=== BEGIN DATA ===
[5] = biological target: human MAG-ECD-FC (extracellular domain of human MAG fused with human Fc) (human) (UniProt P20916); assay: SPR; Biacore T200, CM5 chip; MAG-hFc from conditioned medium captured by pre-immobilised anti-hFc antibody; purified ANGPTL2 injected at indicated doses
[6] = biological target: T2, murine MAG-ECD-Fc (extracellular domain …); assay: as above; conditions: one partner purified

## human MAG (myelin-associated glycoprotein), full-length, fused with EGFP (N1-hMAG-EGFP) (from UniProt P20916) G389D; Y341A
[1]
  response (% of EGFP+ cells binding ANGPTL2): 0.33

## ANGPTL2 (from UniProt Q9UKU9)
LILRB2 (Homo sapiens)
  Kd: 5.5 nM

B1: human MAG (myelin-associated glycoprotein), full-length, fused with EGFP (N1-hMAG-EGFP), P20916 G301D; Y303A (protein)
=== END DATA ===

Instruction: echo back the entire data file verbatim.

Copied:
[5] = biological target: human MAG-ECD-FC (extracellular domain of human MAG fused with human Fc) (human) (UniProt P20916); assay: SPR; Biacore T200, CM5 chip; MAG-hFc from conditioned medium captured by pre-immobilised anti-hFc antibody; purified ANGPTL2 injected at indicated doses
[6] = biological target: T2, murine MAG-ECD-Fc (extracellular domain …); assay: as above; conditions: one partner purified

## human MAG (myelin-associated glycoprotein), full-length, fused with EGFP (N1-hMAG-EGFP) (from UniProt P20916) G389D; Y341A
[1]
  response (% of EGFP+ cells binding ANGPTL2): 0.33

## ANGPTL2 (from UniProt Q9UKU9)
LILRB2 (Homo sapiens)
  Kd: 5.5 nM

B1: human MAG (myelin-associated glycoprotein), full-length, fused with EGFP (N1-hMAG-EGFP), P20916 G301D; Y303A (protein)